Did Facebook's Mark Zuckerberg Earn His $2 Billion Payday?

CEOs of public companies aren't like the rest of us. They have to oversee hundreds or thousands of employees, manage shareholder expectations, and develop the strategies that can produce long-term growth in a competitive world.

That's why CEOs are often handsomely paid for their efforts. But these plum pay packages aren't always justified -- and if an executive is milking his or her company for more than what is deserved, investors need to know.

Source: Wikimedia Commons.

Today, we'll look at Facebook (NASDAQ: FB  ) CEO Mark Zuckerberg's compensation for 2012. Executive compensation is made up of several components, including base pay, incentives and bonuses, perks, stock options, and -- this is often overlooked -- any dividend payments on shares owned.

Stock options have become an increasingly important part of executive compensation in recent years, and we'll look at two types: options granted during the year, which can be realized at a later date; and options exercised from awards made in years past, which are previous promises of shares that were claimed during the year. An option is simply the right to buy shares at a predetermined price at a predetermined time. If you'd like to learn more about how options work, check out our Foolish investing wiki by clicking here (link opens in a new window).

Here's how Zuckerberg's compensation breaks down for 2012:

  • Base pay: $500,000
  • Bonuses: $266,101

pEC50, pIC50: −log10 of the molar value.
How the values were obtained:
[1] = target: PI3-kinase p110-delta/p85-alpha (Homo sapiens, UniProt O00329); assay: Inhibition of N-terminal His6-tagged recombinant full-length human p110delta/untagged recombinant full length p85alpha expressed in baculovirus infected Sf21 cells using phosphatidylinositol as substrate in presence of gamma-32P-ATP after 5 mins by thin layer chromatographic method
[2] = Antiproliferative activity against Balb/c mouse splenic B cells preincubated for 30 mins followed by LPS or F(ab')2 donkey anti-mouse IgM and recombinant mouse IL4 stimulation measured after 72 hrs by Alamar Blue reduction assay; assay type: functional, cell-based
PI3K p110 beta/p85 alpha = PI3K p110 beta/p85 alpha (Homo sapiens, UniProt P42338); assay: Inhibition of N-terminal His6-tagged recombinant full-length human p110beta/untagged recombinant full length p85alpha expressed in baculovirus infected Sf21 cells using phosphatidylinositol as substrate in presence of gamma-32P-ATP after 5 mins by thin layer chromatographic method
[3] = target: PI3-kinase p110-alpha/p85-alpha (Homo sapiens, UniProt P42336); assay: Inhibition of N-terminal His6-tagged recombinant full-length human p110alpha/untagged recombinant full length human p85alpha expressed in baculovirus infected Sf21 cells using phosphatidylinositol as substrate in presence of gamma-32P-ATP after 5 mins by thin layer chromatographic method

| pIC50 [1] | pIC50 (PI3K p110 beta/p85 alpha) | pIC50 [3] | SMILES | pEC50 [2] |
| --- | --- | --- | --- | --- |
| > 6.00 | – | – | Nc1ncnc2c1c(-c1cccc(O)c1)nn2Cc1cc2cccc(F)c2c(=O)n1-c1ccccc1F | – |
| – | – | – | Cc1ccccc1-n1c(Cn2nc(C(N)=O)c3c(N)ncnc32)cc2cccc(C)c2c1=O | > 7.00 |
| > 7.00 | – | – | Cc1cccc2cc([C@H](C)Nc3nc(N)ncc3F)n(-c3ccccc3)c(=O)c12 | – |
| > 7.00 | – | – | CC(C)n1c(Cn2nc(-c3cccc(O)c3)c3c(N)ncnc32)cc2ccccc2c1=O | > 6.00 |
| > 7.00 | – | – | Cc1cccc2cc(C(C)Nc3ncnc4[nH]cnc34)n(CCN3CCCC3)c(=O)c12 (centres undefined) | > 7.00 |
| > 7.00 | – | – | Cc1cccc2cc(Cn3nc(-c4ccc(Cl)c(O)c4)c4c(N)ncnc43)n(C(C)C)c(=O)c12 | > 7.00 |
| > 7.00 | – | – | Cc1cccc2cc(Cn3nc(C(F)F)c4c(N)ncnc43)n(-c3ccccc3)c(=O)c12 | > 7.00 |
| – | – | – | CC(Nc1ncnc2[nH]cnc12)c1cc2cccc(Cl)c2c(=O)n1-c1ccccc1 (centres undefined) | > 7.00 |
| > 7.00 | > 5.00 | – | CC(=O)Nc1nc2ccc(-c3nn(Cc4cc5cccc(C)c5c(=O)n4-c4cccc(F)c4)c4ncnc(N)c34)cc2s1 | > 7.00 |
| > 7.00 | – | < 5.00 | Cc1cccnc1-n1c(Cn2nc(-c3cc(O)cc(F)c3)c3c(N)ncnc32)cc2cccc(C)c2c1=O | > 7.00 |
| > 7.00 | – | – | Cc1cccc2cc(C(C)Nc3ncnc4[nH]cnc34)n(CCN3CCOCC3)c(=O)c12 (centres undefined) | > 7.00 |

• Perks: $1,221,408
  • Options granted: $0
  • Options vested or exercised: $2,276,677,500

Right away, we can see the reason why Zuckerberg was GMI Ratings' highest-paid CEO for 2012. A $2 billion option payday is massive by any measure. But how does that stack up against Facebook's performance in 2012? Let's take a look.

To put this in another context, Facebook went public in mid-2012 at slightly more than a $100 billion valuation, with shares valued at $42 apiece at the opening bell. By the year's end, its share price had been reduced to just $26.65, a decline that left the company with a market cap of roughly $65 billion. For every $1 Mark Zuckerberg earned in 2012, Facebook's shareholders -- including Zuckerberg, who still owns more than 485 million shares -- lost $12.59 in aggregate shareholder value! Don't feel too bad for him, though, since his stake is actually worth about $4 billion more today than it was at the start of Facebook's IPO.